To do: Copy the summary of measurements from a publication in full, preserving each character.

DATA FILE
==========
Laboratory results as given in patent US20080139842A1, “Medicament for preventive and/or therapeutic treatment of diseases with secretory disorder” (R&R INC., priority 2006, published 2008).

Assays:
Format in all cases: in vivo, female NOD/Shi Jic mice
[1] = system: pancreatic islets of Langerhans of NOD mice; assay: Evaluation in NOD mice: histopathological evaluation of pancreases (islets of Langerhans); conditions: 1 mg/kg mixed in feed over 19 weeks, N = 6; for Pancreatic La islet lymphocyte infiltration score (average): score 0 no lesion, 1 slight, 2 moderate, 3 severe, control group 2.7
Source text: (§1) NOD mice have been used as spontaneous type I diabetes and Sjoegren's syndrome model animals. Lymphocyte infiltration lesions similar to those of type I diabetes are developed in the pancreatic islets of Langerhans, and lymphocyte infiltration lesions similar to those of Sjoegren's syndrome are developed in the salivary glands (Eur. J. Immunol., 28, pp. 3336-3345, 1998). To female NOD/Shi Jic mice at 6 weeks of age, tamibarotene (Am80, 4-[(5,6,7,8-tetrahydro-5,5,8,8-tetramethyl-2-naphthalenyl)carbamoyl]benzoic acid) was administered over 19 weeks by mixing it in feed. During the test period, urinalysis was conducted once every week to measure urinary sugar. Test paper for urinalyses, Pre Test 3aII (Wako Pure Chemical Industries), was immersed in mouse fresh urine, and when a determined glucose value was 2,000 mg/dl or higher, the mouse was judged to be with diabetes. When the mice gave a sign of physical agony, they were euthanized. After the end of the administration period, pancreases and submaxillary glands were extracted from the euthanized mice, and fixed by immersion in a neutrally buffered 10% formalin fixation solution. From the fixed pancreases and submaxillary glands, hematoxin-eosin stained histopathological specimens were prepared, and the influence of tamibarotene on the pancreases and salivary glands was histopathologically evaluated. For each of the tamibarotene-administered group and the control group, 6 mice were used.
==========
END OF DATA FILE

Laboratory results as given in patent US20080139842A1, “Medicament for preventive and/or therapeutic treatment of diseases with secretory disorder” (R&R INC., priority 2006, published 2008).

Assays:
Format in all cases: in vivo, female NOD/Shi Jic mice
[1] = system: pancreatic islets of Langerhans of NOD mice; assay: Evaluation in NOD mice: histopathological evaluation of pancreases (islets of Langerhans); conditions: 1 mg/kg mixed in feed over 19 weeks, N = 6; for Pancreatic La islet lymphocyte infiltration score (average): score 0 no lesion, 1 slight, 2 moderate, 3 severe, control group 2.7
Source text: (§1) NOD mice have been used as spontaneous type I diabetes and Sjoegren's syndrome model animals. Lymphocyte infiltration lesions similar to those of type I diabetes are developed in the pancreatic islets of Langerhans, and lymphocyte infiltration lesions similar to those of Sjoegren's syndrome are developed in the salivary glands (Eur. J. Immunol., 28, pp. 3336-3345, 1998). To female NOD/Shi Jic mice at 6 weeks of age, tamibarotene (Am80, 4-[(5,6,7,8-tetrahydro-5,5,8,8-tetramethyl-2-naphthalenyl)carbamoyl]benzoic acid) was administered over 19 weeks by mixing it in feed. During the test period, urinalysis was conducted once every week to measure urinary sugar. Test paper for urinalyses, Pre Test 3aII (Wako Pure Chemical Industries), was immersed in mouse fresh urine, and when a determined glucose value was 2,000 mg/dl or higher, the mouse was judged to be with diabetes. When the mice gave a sign of physical agony, they were euthanized. After the end of the administration period, pancreases and submaxillary glands were extracted from the euthanized mice, and fixed by immersion in a neutrally buffered 10% formalin fixation solution. From the fixed pancreases and submaxillary glands, hematoxin-eosin stained histopathological specimens were prepared, and the influence of tamibarotene on the pancreases and salivary glands was histopathologically evaluated. For each of the tamibarotene-administered group and the control group, 6 mice were used.